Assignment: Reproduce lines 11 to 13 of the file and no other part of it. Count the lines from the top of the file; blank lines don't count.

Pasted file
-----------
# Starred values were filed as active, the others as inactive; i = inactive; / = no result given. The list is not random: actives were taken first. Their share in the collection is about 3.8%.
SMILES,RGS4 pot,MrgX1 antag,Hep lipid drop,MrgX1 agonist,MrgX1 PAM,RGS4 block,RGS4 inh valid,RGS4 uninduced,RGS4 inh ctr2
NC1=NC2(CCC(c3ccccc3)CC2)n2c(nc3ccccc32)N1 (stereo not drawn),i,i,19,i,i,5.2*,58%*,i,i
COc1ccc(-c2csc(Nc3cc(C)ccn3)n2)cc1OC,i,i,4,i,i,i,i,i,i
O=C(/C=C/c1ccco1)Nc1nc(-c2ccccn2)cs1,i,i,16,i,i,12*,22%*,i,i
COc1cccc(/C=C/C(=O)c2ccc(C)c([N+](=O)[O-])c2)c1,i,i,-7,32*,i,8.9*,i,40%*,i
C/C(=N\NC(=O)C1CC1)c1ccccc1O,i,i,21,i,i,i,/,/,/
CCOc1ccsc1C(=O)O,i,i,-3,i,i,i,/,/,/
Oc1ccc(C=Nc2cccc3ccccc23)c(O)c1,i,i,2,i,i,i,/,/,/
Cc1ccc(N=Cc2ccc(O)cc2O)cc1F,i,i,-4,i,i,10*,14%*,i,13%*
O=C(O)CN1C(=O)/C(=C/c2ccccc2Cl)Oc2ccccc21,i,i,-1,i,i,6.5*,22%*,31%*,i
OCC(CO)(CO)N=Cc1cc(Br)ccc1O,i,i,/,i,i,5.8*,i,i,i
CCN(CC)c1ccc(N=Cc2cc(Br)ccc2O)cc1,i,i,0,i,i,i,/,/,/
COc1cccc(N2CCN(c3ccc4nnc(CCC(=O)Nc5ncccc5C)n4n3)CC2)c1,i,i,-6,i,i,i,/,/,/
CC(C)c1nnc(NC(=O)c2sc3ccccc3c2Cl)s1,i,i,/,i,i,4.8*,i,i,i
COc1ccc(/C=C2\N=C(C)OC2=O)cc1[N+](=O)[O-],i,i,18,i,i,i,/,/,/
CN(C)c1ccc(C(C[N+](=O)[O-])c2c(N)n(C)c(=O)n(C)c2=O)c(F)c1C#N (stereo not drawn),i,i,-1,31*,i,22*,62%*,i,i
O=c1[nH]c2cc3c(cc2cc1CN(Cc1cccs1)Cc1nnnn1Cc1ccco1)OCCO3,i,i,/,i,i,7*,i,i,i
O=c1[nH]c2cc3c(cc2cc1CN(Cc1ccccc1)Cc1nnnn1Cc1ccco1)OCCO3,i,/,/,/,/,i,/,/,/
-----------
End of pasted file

O=C(O)CN1C(=O)/C(=C/c2ccccc2Cl)Oc2ccccc21,i,i,-1,i,i,6.5*,22%*,31%*,i
OCC(CO)(CO)N=Cc1cc(Br)ccc1O,i,i,/,i,i,5.8*,i,i,i
CCN(CC)c1ccc(N=Cc2cc(Br)ccc2O)cc1,i,i,0,i,i,i,/,/,/